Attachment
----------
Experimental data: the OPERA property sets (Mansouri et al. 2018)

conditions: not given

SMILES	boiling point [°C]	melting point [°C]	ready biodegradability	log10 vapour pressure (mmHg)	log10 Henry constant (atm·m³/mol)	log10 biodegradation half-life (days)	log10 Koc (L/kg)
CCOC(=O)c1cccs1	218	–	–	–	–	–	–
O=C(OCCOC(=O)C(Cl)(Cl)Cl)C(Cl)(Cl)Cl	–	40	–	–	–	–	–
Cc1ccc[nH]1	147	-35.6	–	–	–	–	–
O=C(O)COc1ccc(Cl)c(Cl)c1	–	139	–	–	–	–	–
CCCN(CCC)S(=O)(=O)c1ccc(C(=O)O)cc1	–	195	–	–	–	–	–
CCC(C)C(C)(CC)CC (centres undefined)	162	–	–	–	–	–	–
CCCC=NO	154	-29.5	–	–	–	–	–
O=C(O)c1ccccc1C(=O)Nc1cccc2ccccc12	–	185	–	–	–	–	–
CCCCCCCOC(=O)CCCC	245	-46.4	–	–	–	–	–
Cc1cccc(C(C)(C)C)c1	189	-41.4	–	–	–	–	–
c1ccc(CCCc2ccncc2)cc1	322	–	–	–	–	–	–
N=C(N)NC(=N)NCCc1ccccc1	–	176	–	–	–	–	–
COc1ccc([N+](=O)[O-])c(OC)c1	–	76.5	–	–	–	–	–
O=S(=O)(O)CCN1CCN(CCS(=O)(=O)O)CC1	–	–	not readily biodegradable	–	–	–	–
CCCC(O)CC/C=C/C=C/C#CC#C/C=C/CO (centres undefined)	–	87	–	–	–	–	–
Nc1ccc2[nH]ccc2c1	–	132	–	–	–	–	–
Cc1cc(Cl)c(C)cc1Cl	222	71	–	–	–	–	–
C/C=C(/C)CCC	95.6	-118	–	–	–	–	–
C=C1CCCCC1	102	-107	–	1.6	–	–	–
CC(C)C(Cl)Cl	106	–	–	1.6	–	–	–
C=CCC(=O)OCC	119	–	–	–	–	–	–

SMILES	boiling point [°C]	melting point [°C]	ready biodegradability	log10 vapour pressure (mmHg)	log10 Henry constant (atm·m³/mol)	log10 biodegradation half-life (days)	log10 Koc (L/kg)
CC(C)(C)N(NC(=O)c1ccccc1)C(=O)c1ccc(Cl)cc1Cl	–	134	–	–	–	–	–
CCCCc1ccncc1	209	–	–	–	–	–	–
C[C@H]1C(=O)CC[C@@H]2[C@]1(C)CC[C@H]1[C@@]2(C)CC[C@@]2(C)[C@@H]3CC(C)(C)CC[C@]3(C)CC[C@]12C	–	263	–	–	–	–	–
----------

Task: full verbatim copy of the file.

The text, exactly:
Experimental data: the OPERA property sets (Mansouri et al. 2018)

conditions: not given

SMILES	boiling point [°C]	melting point [°C]	ready biodegradability	log10 vapour pressure (mmHg)	log10 Henry constant (atm·m³/mol)	log10 biodegradation half-life (days)	log10 Koc (L/kg)
CCOC(=O)c1cccs1	218	–	–	–	–	–	–
O=C(OCCOC(=O)C(Cl)(Cl)Cl)C(Cl)(Cl)Cl	–	40	–	–	–	–	–
Cc1ccc[nH]1	147	-35.6	–	–	–	–	–
O=C(O)COc1ccc(Cl)c(Cl)c1	–	139	–	–	–	–	–
CCCN(CCC)S(=O)(=O)c1ccc(C(=O)O)cc1	–	195	–	–	–	–	–
CCC(C)C(C)(CC)CC (centres undefined)	162	–	–	–	–	–	–
CCCC=NO	154	-29.5	–	–	–	–	–
O=C(O)c1ccccc1C(=O)Nc1cccc2ccccc12	–	185	–	–	–	–	–
CCCCCCCOC(=O)CCCC	245	-46.4	–	–	–	–	–
Cc1cccc(C(C)(C)C)c1	189	-41.4	–	–	–	–	–
c1ccc(CCCc2ccncc2)cc1	322	–	–	–	–	–	–
N=C(N)NC(=N)NCCc1ccccc1	–	176	–	–	–	–	–
COc1ccc([N+](=O)[O-])c(OC)c1	–	76.5	–	–	–	–	–
O=S(=O)(O)CCN1CCN(CCS(=O)(=O)O)CC1	–	–	not readily biodegradable	–	–	–	–
CCCC(O)CC/C=C/C=C/C#CC#C/C=C/CO (centres undefined)	–	87	–	–	–	–	–
Nc1ccc2[nH]ccc2c1	–	132	–	–	–	–	–
Cc1cc(Cl)c(C)cc1Cl	222	71	–	–	–	–	–
C/C=C(/C)CCC	95.6	-118	–	–	–	–	–
C=C1CCCCC1	102	-107	–	1.6	–	–	–
CC(C)C(Cl)Cl	106	–	–	1.6	–	–	–
C=CCC(=O)OCC	119	–	–	–	–	–	–

SMILES	boiling point [°C]	melting point [°C]	ready biodegradability	log10 vapour pressure (mmHg)	log10 Henry constant (atm·m³/mol)	log10 biodegradation half-life (days)	log10 Koc (L/kg)
CC(C)(C)N(NC(=O)c1ccccc1)C(=O)c1ccc(Cl)cc1Cl	–	134	–	–	–	–	–
CCCCc1ccncc1	209	–	–	–	–	–	–
C[C@H]1C(=O)CC[C@@H]2[C@]1(C)CC[C@H]1[C@@]2(C)CC[C@@]2(C)[C@@H]3CC(C)(C)CC[C@]3(C)CC[C@]12C	–	263	–	–	–	–	–